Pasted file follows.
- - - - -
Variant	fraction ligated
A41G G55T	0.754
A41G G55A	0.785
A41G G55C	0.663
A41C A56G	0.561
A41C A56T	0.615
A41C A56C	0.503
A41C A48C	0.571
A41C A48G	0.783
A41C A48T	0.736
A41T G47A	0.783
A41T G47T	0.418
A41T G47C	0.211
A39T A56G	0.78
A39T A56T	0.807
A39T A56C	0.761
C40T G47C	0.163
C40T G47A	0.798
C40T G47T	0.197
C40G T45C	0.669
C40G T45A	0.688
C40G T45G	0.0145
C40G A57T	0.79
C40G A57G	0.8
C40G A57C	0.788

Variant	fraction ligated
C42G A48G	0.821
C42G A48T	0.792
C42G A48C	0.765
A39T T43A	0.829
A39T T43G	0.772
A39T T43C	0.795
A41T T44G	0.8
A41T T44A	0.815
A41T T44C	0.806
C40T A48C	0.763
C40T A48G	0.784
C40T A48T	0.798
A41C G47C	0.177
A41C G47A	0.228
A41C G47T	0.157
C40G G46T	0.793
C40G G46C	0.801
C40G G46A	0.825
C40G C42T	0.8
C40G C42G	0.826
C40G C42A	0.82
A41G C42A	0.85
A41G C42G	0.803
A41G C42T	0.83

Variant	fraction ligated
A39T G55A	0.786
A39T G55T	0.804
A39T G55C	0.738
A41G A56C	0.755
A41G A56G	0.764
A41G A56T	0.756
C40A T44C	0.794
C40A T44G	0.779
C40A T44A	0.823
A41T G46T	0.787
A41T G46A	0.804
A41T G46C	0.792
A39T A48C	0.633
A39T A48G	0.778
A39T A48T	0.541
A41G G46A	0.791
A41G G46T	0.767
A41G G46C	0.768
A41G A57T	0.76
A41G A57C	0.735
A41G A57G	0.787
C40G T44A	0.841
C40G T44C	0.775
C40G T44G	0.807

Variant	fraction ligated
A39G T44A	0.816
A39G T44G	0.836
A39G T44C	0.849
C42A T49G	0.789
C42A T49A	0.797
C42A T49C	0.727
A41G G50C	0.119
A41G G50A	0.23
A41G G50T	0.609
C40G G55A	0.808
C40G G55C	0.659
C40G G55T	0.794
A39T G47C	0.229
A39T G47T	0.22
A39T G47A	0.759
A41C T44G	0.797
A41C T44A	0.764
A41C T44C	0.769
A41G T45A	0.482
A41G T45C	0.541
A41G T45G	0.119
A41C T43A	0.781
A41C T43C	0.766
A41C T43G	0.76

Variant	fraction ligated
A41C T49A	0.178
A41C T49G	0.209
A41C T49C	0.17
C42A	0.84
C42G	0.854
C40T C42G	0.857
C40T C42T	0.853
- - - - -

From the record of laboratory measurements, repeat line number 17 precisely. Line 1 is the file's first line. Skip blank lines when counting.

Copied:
C40T G47C	0.163